Happy National Boss’s Day everyone! Now is a time to sit back and think about all the great things our bosses have done for us. Your boss could be your mentor, your coach, your defendant, and your model for the future. And for a select few, it may be a time to think about how to improve your relationship with your boss. There are a few David Brents, Michael Scotts, and Miranda Priestlys out there and you need to know how to deal with them. So we here at AMACOM decided today would be a fantastic day to highlight a few of our books on bosses, whether you’re on your way up the ladder, or trying to get out from under it. Good luck bosses and good luck employees!
When there’s a Fine Art to Managing… and a Fine Art to Managing Up…
LEAD YOUR BOSS: The Subtle Art of Managing Up by John Baldoni
Every manager on the move wants to have influence at the top in order to get his or her ideas heard and ultimately acted upon. In Lead Your Boss, recognized leadership guru John Baldoni gives managers new—as well as tried-and-true—methods for influencing both their bosses and their peers, and giving senior leaders reasons to follow their lead.
The key to moving up? Managing Up! For readers seeking a surefire career-booster or simply looking to improve their relationship with their boss, this is a welcome guide written specifically to provide them with the skills needed to build a productive, mutually beneficial relationship with their boss. With the inspiring collection of ideas, strategies, and tactics found in Managing Up!, readers will learn to enhance their relationship with their supervisor in a constructive and effective manner.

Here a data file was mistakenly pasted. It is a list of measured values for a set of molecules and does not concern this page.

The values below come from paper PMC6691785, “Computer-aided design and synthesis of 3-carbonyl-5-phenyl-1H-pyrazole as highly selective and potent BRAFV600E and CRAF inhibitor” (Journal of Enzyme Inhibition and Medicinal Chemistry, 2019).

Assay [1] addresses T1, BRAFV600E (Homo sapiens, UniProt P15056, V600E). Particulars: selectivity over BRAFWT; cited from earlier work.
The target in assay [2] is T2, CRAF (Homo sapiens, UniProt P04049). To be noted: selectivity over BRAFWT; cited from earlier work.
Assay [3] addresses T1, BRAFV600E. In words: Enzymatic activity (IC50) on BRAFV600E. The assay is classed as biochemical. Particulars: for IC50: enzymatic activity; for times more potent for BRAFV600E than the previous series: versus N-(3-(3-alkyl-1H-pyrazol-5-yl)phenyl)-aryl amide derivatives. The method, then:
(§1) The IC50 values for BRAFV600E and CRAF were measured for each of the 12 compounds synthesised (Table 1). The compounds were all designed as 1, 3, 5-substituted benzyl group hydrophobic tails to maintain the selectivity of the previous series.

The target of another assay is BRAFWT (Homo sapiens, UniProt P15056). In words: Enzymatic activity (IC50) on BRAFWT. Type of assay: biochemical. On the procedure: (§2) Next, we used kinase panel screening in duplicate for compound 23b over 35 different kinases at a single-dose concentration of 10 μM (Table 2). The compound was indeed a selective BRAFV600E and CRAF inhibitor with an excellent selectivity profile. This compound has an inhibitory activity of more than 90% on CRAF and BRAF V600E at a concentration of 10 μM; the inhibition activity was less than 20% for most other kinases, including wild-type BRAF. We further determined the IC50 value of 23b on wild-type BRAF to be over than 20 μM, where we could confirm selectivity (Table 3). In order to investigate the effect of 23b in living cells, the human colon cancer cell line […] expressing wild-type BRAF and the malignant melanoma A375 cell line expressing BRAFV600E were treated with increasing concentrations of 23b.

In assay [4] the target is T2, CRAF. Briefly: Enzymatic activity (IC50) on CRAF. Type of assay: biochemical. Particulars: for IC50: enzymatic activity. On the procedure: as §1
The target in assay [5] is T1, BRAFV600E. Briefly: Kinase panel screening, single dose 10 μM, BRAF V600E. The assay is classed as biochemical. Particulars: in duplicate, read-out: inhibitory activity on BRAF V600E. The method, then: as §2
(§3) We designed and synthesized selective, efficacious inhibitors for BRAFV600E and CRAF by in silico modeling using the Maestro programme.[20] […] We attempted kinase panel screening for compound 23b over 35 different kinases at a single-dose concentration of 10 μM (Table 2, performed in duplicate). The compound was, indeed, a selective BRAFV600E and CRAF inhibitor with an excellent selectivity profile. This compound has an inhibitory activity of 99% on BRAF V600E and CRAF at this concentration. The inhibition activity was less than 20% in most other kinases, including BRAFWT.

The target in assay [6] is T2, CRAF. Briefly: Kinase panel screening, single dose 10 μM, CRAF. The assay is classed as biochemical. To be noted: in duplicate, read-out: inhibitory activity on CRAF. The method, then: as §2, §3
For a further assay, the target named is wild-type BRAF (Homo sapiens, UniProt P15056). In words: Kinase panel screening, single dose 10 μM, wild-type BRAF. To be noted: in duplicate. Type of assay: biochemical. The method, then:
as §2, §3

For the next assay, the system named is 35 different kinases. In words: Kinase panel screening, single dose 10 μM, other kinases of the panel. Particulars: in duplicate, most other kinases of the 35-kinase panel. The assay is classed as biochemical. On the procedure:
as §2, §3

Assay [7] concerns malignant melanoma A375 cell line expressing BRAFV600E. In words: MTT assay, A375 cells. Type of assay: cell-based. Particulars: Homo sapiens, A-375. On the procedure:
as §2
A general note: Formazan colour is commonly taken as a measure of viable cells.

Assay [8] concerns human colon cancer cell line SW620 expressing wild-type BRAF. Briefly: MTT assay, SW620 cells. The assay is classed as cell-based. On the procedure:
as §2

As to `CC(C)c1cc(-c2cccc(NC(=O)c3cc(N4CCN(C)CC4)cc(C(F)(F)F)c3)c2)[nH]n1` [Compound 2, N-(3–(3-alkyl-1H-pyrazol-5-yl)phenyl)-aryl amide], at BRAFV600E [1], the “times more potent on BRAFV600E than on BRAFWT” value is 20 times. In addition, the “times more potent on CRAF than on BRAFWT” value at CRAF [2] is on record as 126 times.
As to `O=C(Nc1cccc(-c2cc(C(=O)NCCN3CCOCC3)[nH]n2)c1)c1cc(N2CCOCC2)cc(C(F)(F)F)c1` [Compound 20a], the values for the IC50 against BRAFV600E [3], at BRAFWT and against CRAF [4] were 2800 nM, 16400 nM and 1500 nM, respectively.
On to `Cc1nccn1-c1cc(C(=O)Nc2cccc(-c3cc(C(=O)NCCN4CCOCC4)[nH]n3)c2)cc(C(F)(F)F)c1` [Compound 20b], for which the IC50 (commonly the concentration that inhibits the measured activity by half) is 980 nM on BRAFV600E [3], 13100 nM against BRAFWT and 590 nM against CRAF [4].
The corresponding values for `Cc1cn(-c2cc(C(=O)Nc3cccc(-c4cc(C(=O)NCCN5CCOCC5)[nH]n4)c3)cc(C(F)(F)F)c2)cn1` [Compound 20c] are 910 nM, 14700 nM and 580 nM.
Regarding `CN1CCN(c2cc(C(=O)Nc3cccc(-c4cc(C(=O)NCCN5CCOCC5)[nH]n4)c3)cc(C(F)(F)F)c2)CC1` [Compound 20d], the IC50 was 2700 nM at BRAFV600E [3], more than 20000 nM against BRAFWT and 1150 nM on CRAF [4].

The Boss and The Assistant. It’s a basic business relationship, and the structure is easy: The Boss gives orders, and The Assistant obeys. But there’s an alternative that’s better for both assistant and boss, and it’s called “”partnership.”” In this eye-opening book, assistants learn how they can break out of old, narrow roles and enjoy working with a boss instead of for a boss. This change liberates creativity and self-confidence, and reveals hidden skills and interests. It also makes an assistant more valuable (and promotable) to the boss and the company.
If You’re Boss Isn’t Crazy, Just a Bit Difficult…
Anyone who works in an office probably has to deal with at least some people who are so different they might as well be from another planet. These differences can lead to conflict or — if handled properly — to a greater appreciation of others and a more productive workplace.
The secret to getting along lies in understanding the different personality traits people exhibit and how to relate to them. The
Being saddled with a terrible supervisor can turn even the best job into a nightmare. Unfortunately, not every boss is the great symbol of managerial perfection one would hope for. In fact, more people than not consider themselves stuck with a “”bad boss.”” But short of remaining miserable or quitting a job, what can be done about it?
A Survival Guide for Working with Bad Bosses provides readers with savvy, practical advice for coping with managers and supervisors who are mean, incompetent, unethical, and worse.
Have a great Boss’s Day!